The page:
8. Nice find Ardis and CQM (#8). I love the similarity between the current instructions and the old ones; the new ones are more concise, probably allowing some local leadership to just skim and miss the part that says, “However they should not be required as a mandayory prerequisite for a priesthood holder to participate” while the old ones take great pains to instruct the local leader on how to go about talking to the parents and the young men in question, while the new one just says, “Bishops should use discretion giving such guidance to young men”.

    Ardis, you can’t reconstruct who wrote the older version by any chance, can you?

  9. Thank you very much for the interesting post. Last month my wife and I were sick one Sunday, but we sent our older kids to church, the oldest a 16 year old son. He always wears a white shirt to participate in the Sacrament, but this Sunday he forgot that he was wearing a gray shirt. He came home saying he was not allowed to participate in the Sacrament because he was not wearing a white shirt. The Bishop was out of town, and so this was coming from his first counselor.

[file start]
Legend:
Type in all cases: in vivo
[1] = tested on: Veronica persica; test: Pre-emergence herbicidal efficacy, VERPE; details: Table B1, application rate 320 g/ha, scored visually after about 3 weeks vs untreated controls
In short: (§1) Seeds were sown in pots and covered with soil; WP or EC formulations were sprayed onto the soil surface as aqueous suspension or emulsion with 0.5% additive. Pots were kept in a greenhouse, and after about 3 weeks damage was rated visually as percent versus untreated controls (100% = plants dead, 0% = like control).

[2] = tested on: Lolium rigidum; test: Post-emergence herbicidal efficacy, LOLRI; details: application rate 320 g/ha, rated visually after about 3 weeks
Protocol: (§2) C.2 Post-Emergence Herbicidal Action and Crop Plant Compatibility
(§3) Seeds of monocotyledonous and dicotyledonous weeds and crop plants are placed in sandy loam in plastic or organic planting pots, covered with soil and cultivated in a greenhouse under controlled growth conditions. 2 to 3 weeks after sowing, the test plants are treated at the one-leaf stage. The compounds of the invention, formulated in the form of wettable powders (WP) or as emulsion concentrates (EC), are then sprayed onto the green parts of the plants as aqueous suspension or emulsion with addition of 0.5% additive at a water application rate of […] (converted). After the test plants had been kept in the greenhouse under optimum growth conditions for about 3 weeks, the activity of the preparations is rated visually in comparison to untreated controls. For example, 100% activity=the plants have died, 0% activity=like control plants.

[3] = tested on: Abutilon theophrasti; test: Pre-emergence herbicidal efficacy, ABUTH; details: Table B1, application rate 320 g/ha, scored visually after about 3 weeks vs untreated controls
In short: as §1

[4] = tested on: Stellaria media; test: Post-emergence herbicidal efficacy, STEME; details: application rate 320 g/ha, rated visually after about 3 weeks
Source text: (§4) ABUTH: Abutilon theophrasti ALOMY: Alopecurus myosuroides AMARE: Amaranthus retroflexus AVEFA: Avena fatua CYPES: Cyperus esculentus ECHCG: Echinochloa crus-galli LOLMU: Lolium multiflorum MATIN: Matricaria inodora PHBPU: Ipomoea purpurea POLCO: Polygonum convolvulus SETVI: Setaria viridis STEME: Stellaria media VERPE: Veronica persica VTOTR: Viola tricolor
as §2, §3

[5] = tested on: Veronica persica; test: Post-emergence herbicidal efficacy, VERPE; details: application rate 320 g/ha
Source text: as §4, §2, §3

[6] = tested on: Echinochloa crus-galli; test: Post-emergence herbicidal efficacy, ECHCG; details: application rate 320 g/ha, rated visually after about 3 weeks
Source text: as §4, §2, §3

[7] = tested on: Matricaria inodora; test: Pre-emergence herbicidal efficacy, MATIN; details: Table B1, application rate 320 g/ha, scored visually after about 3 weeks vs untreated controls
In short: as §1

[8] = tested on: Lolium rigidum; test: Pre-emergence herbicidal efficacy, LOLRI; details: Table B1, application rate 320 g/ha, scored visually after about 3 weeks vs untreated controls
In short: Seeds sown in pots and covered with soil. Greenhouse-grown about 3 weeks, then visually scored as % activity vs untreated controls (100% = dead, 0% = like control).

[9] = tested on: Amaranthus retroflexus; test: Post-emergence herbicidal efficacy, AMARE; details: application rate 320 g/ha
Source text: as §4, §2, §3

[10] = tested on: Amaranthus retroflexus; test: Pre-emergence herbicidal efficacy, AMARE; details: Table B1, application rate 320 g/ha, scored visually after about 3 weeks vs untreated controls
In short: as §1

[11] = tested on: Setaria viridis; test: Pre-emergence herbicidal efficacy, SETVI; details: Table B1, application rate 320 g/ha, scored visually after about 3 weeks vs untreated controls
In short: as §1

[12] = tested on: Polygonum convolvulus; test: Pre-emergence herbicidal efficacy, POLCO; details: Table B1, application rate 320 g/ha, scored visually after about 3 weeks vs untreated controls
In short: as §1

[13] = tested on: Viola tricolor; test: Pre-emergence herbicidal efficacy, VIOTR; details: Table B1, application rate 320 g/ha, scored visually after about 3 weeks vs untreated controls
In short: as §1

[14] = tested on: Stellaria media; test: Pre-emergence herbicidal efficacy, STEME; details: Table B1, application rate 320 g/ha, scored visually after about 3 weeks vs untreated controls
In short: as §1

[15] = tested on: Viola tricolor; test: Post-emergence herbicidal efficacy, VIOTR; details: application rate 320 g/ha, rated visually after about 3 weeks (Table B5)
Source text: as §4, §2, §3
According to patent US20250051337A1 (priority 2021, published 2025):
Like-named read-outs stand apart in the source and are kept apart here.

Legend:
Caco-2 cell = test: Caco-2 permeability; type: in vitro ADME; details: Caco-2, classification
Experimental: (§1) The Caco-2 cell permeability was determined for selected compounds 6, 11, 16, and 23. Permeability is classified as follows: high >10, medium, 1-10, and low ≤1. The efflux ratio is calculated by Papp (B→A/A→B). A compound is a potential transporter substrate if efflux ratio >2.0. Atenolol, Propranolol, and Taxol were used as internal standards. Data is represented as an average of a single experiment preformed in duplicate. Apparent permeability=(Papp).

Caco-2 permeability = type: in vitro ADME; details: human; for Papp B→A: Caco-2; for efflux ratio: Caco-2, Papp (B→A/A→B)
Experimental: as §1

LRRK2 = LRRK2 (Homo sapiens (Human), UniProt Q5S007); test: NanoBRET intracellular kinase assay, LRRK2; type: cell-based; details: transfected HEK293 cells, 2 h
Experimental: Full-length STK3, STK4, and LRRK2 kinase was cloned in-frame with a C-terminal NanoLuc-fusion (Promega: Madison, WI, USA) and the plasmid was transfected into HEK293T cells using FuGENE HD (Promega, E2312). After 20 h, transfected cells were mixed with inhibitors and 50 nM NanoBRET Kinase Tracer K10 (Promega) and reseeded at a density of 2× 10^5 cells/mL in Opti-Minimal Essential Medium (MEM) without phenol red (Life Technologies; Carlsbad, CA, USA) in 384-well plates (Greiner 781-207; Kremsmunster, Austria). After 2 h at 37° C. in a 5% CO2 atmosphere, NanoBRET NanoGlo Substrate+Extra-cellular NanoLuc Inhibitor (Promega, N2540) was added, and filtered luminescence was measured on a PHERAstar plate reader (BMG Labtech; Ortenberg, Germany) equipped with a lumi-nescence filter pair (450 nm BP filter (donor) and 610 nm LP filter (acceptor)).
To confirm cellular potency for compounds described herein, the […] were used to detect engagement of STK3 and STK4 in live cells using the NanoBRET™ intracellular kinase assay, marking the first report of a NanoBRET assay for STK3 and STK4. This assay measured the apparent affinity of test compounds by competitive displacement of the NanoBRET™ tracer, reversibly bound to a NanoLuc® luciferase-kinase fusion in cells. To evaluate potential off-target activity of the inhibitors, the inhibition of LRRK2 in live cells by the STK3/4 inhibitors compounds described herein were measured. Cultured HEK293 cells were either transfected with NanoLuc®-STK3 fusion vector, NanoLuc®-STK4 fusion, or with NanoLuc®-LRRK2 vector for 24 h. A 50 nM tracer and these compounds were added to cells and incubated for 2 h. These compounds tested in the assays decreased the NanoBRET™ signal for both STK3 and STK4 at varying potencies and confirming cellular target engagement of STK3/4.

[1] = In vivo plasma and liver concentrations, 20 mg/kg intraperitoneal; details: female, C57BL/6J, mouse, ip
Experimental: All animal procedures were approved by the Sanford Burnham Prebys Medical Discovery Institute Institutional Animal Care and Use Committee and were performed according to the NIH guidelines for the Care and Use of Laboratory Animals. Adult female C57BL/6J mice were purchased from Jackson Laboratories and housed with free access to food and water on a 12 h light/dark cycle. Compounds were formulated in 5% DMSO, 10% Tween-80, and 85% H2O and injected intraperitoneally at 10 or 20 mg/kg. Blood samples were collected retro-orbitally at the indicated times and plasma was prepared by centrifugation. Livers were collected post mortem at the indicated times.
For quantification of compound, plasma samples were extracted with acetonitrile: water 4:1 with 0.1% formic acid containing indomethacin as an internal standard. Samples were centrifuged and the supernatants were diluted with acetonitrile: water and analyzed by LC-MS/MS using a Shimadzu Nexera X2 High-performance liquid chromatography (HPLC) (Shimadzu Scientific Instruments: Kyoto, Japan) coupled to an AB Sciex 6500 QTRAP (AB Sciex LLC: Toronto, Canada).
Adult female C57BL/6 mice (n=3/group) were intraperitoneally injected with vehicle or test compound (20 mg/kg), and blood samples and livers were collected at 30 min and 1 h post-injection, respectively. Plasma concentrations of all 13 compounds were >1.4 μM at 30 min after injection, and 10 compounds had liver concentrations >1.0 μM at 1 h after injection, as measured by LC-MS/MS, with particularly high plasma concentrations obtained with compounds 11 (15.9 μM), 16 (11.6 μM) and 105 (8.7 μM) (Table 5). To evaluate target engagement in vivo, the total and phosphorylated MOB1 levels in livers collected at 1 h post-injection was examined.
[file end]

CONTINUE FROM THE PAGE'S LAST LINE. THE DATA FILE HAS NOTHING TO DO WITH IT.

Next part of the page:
I can understand ENCOURAGING the youth to wear white shirts, but requiring white shirts to exercise your priesthood in the Sacrament was news to me.

    My son did not seem bothered by it. In fact I think I am more bothered by it than he is.

    When I think about the incident I have a mind to tactfully refer this counselor to the CHI on the subject.

  10. From the date, it appears that this policy reached back through the Great Depression. I wonder to what extent the circumstances of the time contributed to the policy. I could imagine that the bishops were discouraged from asking the boys to remove their coats to pass the sacrament, because some boys may not have had much on under their coats.